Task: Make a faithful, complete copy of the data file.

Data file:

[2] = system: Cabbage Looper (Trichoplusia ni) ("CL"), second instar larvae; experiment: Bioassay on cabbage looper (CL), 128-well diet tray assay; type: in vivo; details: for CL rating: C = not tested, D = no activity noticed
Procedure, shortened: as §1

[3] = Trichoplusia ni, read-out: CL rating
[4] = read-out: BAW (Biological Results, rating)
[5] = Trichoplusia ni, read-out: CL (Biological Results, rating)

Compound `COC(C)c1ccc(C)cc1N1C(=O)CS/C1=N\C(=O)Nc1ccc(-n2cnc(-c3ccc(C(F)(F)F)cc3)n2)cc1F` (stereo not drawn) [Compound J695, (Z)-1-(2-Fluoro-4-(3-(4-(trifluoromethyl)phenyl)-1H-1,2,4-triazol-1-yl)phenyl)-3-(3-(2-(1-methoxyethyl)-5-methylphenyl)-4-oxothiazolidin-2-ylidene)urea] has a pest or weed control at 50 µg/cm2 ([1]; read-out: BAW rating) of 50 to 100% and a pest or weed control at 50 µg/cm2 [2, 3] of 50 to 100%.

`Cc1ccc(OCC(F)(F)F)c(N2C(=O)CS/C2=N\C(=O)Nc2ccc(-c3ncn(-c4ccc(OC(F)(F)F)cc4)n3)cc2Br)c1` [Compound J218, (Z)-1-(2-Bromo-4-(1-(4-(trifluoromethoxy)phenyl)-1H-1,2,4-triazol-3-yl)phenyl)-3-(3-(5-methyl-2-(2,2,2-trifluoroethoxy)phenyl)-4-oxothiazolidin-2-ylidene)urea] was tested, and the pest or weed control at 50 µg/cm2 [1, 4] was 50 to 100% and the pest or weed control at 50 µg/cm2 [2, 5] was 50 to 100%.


[2] = system: Cabbage Looper (Trichoplusia ni) ("CL"), second instar larvae; experiment: Bioassay on cabbage looper (CL), 128-well diet tray assay; type: in vivo; details: for CL rating: C = not tested, D = no activity noticed
Procedure, shortened: as §1

[3] = Trichoplusia ni, read-out: CL rating
[4] = read-out: BAW (Biological Results, rating)
[5] = Trichoplusia ni, read-out: CL (Biological Results, rating)

Compound `COC(C)c1ccc(C)cc1N1C(=O)CS/C1=N\C(=O)Nc1ccc(-n2cnc(-c3ccc(C(F)(F)F)cc3)n2)cc1F` (stereo not drawn) [Compound J695, (Z)-1-(2-Fluoro-4-(3-(4-(trifluoromethyl)phenyl)-1H-1,2,4-triazol-1-yl)phenyl)-3-(3-(2-(1-methoxyethyl)-5-methylphenyl)-4-oxothiazolidin-2-ylidene)urea] has a pest or weed control at 50 µg/cm2 ([1]; read-out: BAW rating) of 50 to 100% and a pest or weed control at 50 µg/cm2 [2, 3] of 50 to 100%.

`Cc1ccc(OCC(F)(F)F)c(N2C(=O)CS/C2=N\C(=O)Nc2ccc(-c3ncn(-c4ccc(OC(F)(F)F)cc4)n3)cc2Br)c1` [Compound J218, (Z)-1-(2-Bromo-4-(1-(4-(trifluoromethoxy)phenyl)-1H-1,2,4-triazol-3-yl)phenyl)-3-(3-(5-methyl-2-(2,2,2-trifluoroethoxy)phenyl)-4-oxothiazolidin-2-ylidene)urea] was tested, and the pest or weed control at 50 µg/cm2 [1, 4] was 50 to 100% and the pest or weed control at 50 µg/cm2 [2, 5] was 50 to 100%.